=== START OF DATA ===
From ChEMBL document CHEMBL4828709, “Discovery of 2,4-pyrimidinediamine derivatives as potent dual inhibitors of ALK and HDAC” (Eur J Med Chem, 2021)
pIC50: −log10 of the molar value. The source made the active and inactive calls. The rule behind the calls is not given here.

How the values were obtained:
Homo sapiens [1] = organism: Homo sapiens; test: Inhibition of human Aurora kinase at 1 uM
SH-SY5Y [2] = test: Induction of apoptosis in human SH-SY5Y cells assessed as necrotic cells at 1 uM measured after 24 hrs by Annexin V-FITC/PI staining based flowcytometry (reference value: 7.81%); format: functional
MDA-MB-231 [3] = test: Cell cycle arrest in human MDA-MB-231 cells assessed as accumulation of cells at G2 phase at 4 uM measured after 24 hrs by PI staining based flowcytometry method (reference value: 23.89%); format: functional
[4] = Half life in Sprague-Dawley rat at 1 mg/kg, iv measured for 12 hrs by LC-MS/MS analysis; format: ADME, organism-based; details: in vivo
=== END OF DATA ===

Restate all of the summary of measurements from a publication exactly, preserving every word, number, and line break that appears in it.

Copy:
From ChEMBL document CHEMBL4828709, “Discovery of 2,4-pyrimidinediamine derivatives as potent dual inhibitors of ALK and HDAC” (Eur J Med Chem, 2021)
pIC50: −log10 of the molar value. The source made the active and inactive calls. The rule behind the calls is not given here.

How the values were obtained:
Homo sapiens [1] = organism: Homo sapiens; test: Inhibition of human Aurora kinase at 1 uM
SH-SY5Y [2] = test: Induction of apoptosis in human SH-SY5Y cells assessed as necrotic cells at 1 uM measured after 24 hrs by Annexin V-FITC/PI staining based flowcytometry (reference value: 7.81%); format: functional
MDA-MB-231 [3] = test: Cell cycle arrest in human MDA-MB-231 cells assessed as accumulation of cells at G2 phase at 4 uM measured after 24 hrs by PI staining based flowcytometry method (reference value: 23.89%); format: functional
[4] = Half life in Sprague-Dawley rat at 1 mg/kg, iv measured for 12 hrs by LC-MS/MS analysis; format: ADME, organism-based; details: in vivo